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Public Debt Sustainability in Africa: Building Resilience and Challenges Ahead

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  • Mthuli Ncube
  • Zuzana Brixiová

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Abstract

The heightened interest of African countries to access international capital markets has put public debt sustainability once again high on the continent’s policy agenda. Applying the ‘stabilizing primary balance approach’ to sustainability shows that the primary balances exceeded those required to keep public debt at the 2007 level in about half of the countries studied. In several cases with higher debt burdens, the balances were also above those needed to reduce public debt-to-GDP to sustainable thresholds. However, in most countries the main driver of sustainability has been the interest rate – growth differential (IRGD), underscoring the importance of maintaining and even accelerating growth as well as utilizing the borrowing space for growth-enhancing outlays. Fiscal policies will need to play a greater role in maintaining debt sustainability in the future, especially since the IRGDs are likely to narrow over the longer term.

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Bibliographic Info

Paper provided by William Davidson Institute at the University of Michigan in its series William Davidson Institute Working Papers Series with number wp1053.

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Length: pages
Date of creation: 15 Jul 2013
Date of revision:
Handle: RePEc:wdi:papers:2013-1053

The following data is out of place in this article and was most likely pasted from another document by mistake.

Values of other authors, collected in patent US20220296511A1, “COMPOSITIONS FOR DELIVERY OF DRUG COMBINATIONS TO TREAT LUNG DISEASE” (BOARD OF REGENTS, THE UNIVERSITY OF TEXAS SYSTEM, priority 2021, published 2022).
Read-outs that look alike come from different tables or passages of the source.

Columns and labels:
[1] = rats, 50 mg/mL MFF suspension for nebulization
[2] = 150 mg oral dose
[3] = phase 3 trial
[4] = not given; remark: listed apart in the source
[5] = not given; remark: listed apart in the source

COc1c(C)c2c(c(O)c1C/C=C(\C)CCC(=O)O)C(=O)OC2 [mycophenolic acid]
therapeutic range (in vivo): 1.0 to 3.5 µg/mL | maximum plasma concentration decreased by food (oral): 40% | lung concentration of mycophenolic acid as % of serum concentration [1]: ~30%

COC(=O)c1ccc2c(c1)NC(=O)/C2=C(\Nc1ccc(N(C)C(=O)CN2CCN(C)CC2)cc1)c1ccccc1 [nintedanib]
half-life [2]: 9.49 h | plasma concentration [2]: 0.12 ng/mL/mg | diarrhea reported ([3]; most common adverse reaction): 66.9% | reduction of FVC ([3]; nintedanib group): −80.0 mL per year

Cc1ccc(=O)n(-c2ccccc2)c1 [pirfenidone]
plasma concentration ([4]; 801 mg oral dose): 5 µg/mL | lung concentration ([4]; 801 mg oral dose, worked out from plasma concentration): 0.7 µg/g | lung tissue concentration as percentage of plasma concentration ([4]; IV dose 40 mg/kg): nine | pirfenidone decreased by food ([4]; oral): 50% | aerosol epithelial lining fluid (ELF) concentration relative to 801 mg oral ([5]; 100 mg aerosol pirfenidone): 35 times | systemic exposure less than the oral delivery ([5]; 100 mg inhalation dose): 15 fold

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Keywords: public debt; sovereign bonds; interest-growth differential; primary balance; Africa;

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References

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  1. Carmen M. Reinhart & Kenneth S. Rogoff, 2010. "Growth in a Time of Debt," American Economic Review, American Economic Association, American Economic Association, vol. 100(2), pages 573-78, May.
  2. Thomas Herndon & Michael Ash & Robert Pollin, 2013. "Does High Public Debt Consistently Stifle Economic Growth? A Critique of Reinhart and Rogo ff," Working Papers, Political Economy Research Institute, University of Massachusetts at Amherst wp322, Political Economy Research Institute, University of Massachusetts at Amherst.
  3. Luc Eyraud & Anke Weber, 2013. "The Challenge of Debt Reduction during Fiscal Consolidation," IMF Working Papers 13/67, International Monetary Fund.
  4. Balazs Egert, 2013. "Public Debt, Economic Growth and Nonlinear Effects: Myth or Reality," CESifo Working Paper Series 4157, CESifo Group Munich.
  5. Haizhou Huang & Danyang Xie, 2008. "Fiscal Sustainability and Fiscal Soundness," Annals of Economics and Finance, Society for AEF, vol. 9(2), pages 239-251, November.
  6. Olivier Jean Blanchard, 1990. "Suggestions for a New Set of Fiscal Indicators," OECD Economics Department Working Papers 79, OECD Publishing.
  7. Silvio Contessi, 2012. "An application of conventional sovereign debt sustainability analysis to the current debt crises," Review, Federal Reserve Bank of St. Louis, Federal Reserve Bank of St. Louis, issue May, pages 197-220.
  8. Charles Wyplosz, 2007. "Debt Sustainability Assessment: The IMF Approach and Alternatives," IHEID Working Papers, Economics Section, The Graduate Institute of International Studies 03-2007, Economics Section, The Graduate Institute of International Studies.
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Cited by:
  1. Mthuli Ncube & Zuzana Brixiova, 2013. "Working Paper 188 - Remittances and their Macroeconomic Impact: Evidence from Africa," Working Paper Series, African Development Bank 996, African Development Bank.

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